After 18 years, scientists unwrap an ancient Egyptian mummy's true identity
A muddy mystery solved.
Almost two decades after archaeologists first began investigating a 3,100-year-old ancient Egyptian mummy, Australian archaeologists returned to the body armed with new technology to take a closer look.
What they found contradicts all previous assumptions made about the mummy's sex. But as the researchers detail in a new study published Wednesday in the journal PLOS ONE, the analysis also provides unprecedented insight into this ancient Egyptian's life using an unusual measure — the mud which was packed around their mummified remains by ancient embalmers in preparation for the afterlife.
Why it matters — The Australian team show how the mud carapace surrounding this Egyptian was used as both a preservation tool and as an innovative alternative to the resin carapaces found packed round the mummified remains to ancient, royal Egyptians.
Ultimately, the study corrects a long-held and incorrect assumption about this ancient human's identity, solving one mystery of how they lived and died — but it also opens another, more intriguing enigma up to scientific scrutiny.
Essentially, this mummy appears to have switched coffins after they died.
The background — This mummy's mystery has some twists to it. Seemingly pillaged by 19th-century "collector" Sir Charles Nicholson in 1857, the mummy is an unfortunate, but common, victim of the western taste in stolen, eastern antiquities. As a result, there is little record of its origin — hence why this analysis is so important for recovering these key details.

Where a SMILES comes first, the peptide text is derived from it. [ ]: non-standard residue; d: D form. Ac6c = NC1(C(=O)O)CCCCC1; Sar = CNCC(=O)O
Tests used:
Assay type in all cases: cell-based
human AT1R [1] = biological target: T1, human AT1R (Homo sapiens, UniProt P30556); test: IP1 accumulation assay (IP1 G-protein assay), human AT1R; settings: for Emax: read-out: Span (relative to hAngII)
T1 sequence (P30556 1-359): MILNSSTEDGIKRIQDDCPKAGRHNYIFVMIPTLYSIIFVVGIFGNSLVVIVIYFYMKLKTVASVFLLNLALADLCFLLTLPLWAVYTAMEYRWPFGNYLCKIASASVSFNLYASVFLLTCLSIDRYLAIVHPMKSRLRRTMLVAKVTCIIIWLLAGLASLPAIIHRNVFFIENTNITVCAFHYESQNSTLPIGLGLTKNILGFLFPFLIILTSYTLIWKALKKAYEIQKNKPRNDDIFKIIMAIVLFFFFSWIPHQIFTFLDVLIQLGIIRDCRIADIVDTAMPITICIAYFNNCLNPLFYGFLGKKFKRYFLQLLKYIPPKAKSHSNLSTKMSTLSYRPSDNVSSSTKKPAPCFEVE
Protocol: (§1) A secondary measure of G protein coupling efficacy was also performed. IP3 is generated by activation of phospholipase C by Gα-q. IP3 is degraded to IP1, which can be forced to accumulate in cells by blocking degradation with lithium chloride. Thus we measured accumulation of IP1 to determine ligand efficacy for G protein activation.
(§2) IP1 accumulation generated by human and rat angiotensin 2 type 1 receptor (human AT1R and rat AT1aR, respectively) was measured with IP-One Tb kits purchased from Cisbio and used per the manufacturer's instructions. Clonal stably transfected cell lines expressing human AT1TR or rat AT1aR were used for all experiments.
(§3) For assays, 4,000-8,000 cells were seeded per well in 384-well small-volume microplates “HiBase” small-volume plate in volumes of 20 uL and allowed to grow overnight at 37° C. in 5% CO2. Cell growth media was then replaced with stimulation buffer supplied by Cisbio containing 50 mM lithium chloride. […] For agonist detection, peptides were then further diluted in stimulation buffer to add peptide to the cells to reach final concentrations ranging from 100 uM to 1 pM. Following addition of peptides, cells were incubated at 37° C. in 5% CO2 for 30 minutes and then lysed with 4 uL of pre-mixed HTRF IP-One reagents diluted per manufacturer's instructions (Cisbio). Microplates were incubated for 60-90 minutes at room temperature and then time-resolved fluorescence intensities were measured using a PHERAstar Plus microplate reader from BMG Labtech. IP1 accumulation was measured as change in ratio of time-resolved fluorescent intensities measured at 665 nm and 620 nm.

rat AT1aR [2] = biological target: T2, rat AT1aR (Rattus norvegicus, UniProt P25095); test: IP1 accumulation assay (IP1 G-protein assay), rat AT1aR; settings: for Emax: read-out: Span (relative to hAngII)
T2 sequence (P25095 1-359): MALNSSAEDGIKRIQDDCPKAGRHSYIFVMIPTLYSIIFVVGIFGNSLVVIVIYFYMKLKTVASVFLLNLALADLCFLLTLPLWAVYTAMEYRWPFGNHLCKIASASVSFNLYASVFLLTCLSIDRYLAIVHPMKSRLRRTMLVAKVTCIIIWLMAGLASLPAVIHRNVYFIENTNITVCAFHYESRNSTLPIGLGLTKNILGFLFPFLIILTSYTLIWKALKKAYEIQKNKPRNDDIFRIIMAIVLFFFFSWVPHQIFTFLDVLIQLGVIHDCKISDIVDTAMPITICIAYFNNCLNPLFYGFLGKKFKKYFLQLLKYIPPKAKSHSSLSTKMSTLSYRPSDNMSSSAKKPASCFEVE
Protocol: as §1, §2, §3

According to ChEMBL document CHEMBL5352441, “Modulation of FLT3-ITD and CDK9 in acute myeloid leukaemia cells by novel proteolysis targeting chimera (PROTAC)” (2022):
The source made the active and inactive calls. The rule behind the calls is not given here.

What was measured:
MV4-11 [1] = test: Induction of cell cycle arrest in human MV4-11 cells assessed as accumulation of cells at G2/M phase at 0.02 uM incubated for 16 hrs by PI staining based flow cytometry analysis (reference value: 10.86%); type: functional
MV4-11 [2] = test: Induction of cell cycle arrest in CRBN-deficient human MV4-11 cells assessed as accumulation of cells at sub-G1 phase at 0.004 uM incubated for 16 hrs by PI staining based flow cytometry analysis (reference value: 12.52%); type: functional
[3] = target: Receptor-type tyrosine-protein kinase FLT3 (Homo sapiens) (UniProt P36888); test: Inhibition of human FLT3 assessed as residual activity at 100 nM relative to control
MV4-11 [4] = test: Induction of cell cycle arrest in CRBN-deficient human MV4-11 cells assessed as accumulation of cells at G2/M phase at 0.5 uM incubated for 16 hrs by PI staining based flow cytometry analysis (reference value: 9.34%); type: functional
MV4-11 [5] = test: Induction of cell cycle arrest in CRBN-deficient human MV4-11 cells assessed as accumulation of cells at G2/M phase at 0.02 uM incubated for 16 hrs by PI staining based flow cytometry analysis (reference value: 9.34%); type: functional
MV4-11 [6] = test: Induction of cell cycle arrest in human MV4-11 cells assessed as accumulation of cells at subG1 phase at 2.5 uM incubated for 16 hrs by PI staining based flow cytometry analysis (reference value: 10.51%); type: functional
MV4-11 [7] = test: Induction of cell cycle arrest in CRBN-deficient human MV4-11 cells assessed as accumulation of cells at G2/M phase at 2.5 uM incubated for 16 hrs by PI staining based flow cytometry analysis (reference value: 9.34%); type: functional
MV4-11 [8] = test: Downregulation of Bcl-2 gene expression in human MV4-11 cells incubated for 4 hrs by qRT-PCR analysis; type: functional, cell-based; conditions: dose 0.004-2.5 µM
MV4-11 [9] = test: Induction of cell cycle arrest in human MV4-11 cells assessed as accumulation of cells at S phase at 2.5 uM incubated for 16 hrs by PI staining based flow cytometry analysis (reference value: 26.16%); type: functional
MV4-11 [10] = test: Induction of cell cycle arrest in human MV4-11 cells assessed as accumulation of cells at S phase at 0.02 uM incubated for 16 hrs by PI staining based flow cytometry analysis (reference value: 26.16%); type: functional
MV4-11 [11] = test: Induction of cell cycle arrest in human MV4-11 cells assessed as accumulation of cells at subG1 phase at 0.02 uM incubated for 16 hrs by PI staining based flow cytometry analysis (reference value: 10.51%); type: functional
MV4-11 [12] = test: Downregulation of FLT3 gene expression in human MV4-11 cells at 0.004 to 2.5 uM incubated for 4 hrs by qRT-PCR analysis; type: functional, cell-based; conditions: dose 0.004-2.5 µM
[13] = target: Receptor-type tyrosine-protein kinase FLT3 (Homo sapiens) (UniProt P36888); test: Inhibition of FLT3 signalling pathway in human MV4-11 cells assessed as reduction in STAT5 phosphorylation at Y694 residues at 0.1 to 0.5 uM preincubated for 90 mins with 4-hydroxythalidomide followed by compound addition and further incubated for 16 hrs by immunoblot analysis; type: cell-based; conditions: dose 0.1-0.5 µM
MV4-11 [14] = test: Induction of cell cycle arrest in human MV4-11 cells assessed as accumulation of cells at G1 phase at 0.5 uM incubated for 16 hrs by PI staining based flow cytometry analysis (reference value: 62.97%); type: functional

Both the mummy and its coffin were eventually donated by Nicholson to the University of Sydney, Australia, where they have remained since.
See also: The dead speak! Scientists recreate vocal tracts of ancient Egyptian with 3D printing
Based on an inscription archaeologists found on the coffin, which scientists believed originated in Western Thebes, the body inside was initially identified as a woman named Meruah who lived between 1010-945 BC.
But during the 1990s, genetic analysis of the mummy's remains suggested it was actually male.
So in December 1999, scientists from the University of Sydney put the mummy under the knife (and X-ray machine) in an attempt to find out the truth. The only problem? They couldn't do it.
Digging into the details — During that 1999 attempt, the scientists used technology similar to that used during CT scans. Samples of the mummy's mud carapace were carefully cut and scanned with X-rays.
But here's the thing: In the 1990s, the technology to cut these samples thin enough to get a good look inside the just did not exist. The researchers had to be very patient in their wait for something better. Thankfully, their fortitude has paid off.
What they did — After almost two decades of waiting, in 2017, the same researcher who conducted the 1999 experiments rescanned the body. But this time, they and their team are armed with new technology — significantly improving the quality of the analysis. They can now see through each individual, linen layer of wrapping to peer at the soft-tissue remains below.
"In the 18 years since the prior CT examination, there has been significant technological innovation which has led to the dramatic improvement in image quality, spatial resolution, and contrast resolution," write the authors.
In 1999, it took almost 2 seconds to scan a 10mm section of the mummy's body.